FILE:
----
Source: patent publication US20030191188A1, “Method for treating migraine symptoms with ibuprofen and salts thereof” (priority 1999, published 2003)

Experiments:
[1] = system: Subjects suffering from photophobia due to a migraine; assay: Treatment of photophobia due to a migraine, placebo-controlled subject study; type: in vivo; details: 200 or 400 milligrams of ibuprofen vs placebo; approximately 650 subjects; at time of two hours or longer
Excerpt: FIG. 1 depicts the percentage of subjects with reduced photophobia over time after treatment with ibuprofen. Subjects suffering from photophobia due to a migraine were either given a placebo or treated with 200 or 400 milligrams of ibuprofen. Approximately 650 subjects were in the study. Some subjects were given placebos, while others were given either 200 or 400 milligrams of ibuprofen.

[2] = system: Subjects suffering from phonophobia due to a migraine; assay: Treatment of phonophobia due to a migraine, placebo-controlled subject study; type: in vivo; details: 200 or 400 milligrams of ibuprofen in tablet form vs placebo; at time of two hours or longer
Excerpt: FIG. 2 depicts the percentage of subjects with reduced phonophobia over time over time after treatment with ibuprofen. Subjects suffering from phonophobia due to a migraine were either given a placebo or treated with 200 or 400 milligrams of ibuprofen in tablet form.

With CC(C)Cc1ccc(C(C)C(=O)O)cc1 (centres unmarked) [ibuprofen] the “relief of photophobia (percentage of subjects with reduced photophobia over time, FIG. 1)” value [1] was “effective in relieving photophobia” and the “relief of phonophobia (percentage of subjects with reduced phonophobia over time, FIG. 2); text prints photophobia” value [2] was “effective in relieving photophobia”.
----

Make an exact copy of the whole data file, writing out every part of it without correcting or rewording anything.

Source: patent publication US20030191188A1, “Method for treating migraine symptoms with ibuprofen and salts thereof” (priority 1999, published 2003)

Experiments:
[1] = system: Subjects suffering from photophobia due to a migraine; assay: Treatment of photophobia due to a migraine, placebo-controlled subject study; type: in vivo; details: 200 or 400 milligrams of ibuprofen vs placebo; approximately 650 subjects; at time of two hours or longer
Excerpt: FIG. 1 depicts the percentage of subjects with reduced photophobia over time after treatment with ibuprofen. Subjects suffering from photophobia due to a migraine were either given a placebo or treated with 200 or 400 milligrams of ibuprofen. Approximately 650 subjects were in the study. Some subjects were given placebos, while others were given either 200 or 400 milligrams of ibuprofen.

[2] = system: Subjects suffering from phonophobia due to a migraine; assay: Treatment of phonophobia due to a migraine, placebo-controlled subject study; type: in vivo; details: 200 or 400 milligrams of ibuprofen in tablet form vs placebo; at time of two hours or longer
Excerpt: FIG. 2 depicts the percentage of subjects with reduced phonophobia over time over time after treatment with ibuprofen. Subjects suffering from phonophobia due to a migraine were either given a placebo or treated with 200 or 400 milligrams of ibuprofen in tablet form.

With CC(C)Cc1ccc(C(C)C(=O)O)cc1 (centres unmarked) [ibuprofen] the “relief of photophobia (percentage of subjects with reduced photophobia over time, FIG. 1)” value [1] was “effective in relieving photophobia” and the “relief of phonophobia (percentage of subjects with reduced phonophobia over time, FIG. 2); text prints photophobia” value [2] was “effective in relieving photophobia”.